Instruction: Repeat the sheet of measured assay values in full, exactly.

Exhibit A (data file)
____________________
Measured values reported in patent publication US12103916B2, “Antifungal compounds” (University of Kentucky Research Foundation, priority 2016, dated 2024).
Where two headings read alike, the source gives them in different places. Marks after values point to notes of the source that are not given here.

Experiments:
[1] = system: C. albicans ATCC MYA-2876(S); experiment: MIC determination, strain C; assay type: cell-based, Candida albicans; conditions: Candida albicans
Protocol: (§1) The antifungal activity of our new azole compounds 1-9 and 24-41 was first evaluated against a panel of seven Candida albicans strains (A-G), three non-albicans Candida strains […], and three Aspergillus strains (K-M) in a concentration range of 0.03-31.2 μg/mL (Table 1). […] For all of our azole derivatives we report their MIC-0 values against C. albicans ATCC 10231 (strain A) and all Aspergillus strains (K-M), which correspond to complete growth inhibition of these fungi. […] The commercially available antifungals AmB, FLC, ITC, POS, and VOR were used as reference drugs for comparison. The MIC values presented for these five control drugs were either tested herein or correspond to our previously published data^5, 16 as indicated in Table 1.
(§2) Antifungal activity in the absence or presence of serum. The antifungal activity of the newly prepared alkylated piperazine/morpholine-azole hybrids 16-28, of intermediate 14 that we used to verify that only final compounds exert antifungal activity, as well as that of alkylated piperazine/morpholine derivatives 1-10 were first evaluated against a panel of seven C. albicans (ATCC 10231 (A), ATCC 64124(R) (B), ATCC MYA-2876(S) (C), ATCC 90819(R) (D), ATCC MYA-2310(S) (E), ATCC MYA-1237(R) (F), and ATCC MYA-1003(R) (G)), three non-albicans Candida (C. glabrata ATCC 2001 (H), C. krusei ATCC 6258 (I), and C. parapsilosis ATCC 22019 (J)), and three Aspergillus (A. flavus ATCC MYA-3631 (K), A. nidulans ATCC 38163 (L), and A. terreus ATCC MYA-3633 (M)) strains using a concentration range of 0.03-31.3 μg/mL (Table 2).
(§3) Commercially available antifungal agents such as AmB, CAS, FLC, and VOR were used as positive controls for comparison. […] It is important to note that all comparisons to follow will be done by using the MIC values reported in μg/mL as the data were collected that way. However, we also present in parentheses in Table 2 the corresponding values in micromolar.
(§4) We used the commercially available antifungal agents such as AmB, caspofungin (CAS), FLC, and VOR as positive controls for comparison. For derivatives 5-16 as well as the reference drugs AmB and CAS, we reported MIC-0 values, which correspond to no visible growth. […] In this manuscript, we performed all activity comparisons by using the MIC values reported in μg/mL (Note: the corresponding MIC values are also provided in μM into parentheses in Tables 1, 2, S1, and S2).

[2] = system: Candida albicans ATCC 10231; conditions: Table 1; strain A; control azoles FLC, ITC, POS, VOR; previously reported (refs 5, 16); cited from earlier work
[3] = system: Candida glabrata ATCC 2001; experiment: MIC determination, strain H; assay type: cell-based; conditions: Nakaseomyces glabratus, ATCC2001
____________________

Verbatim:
Measured values reported in patent publication US12103916B2, “Antifungal compounds” (University of Kentucky Research Foundation, priority 2016, dated 2024).
Where two headings read alike, the source gives them in different places. Marks after values point to notes of the source that are not given here.

Experiments:
[1] = system: C. albicans ATCC MYA-2876(S); experiment: MIC determination, strain C; assay type: cell-based, Candida albicans; conditions: Candida albicans
Protocol: (§1) The antifungal activity of our new azole compounds 1-9 and 24-41 was first evaluated against a panel of seven Candida albicans strains (A-G), three non-albicans Candida strains […], and three Aspergillus strains (K-M) in a concentration range of 0.03-31.2 μg/mL (Table 1). […] For all of our azole derivatives we report their MIC-0 values against C. albicans ATCC 10231 (strain A) and all Aspergillus strains (K-M), which correspond to complete growth inhibition of these fungi. […] The commercially available antifungals AmB, FLC, ITC, POS, and VOR were used as reference drugs for comparison. The MIC values presented for these five control drugs were either tested herein or correspond to our previously published data^5, 16 as indicated in Table 1.
(§2) Antifungal activity in the absence or presence of serum. The antifungal activity of the newly prepared alkylated piperazine/morpholine-azole hybrids 16-28, of intermediate 14 that we used to verify that only final compounds exert antifungal activity, as well as that of alkylated piperazine/morpholine derivatives 1-10 were first evaluated against a panel of seven C. albicans (ATCC 10231 (A), ATCC 64124(R) (B), ATCC MYA-2876(S) (C), ATCC 90819(R) (D), ATCC MYA-2310(S) (E), ATCC MYA-1237(R) (F), and ATCC MYA-1003(R) (G)), three non-albicans Candida (C. glabrata ATCC 2001 (H), C. krusei ATCC 6258 (I), and C. parapsilosis ATCC 22019 (J)), and three Aspergillus (A. flavus ATCC MYA-3631 (K), A. nidulans ATCC 38163 (L), and A. terreus ATCC MYA-3633 (M)) strains using a concentration range of 0.03-31.3 μg/mL (Table 2).
(§3) Commercially available antifungal agents such as AmB, CAS, FLC, and VOR were used as positive controls for comparison. […] It is important to note that all comparisons to follow will be done by using the MIC values reported in μg/mL as the data were collected that way. However, we also present in parentheses in Table 2 the corresponding values in micromolar.
(§4) We used the commercially available antifungal agents such as AmB, caspofungin (CAS), FLC, and VOR as positive controls for comparison. For derivatives 5-16 as well as the reference drugs AmB and CAS, we reported MIC-0 values, which correspond to no visible growth. […] In this manuscript, we performed all activity comparisons by using the MIC values reported in μg/mL (Note: the corresponding MIC values are also provided in μM into parentheses in Tables 1, 2, S1, and S2).

[2] = system: Candida albicans ATCC 10231; conditions: Table 1; strain A; control azoles FLC, ITC, POS, VOR; previously reported (refs 5, 16); cited from earlier work
[3] = system: Candida glabrata ATCC 2001; experiment: MIC determination, strain H; assay type: cell-based; conditions: Nakaseomyces glabratus, ATCC2001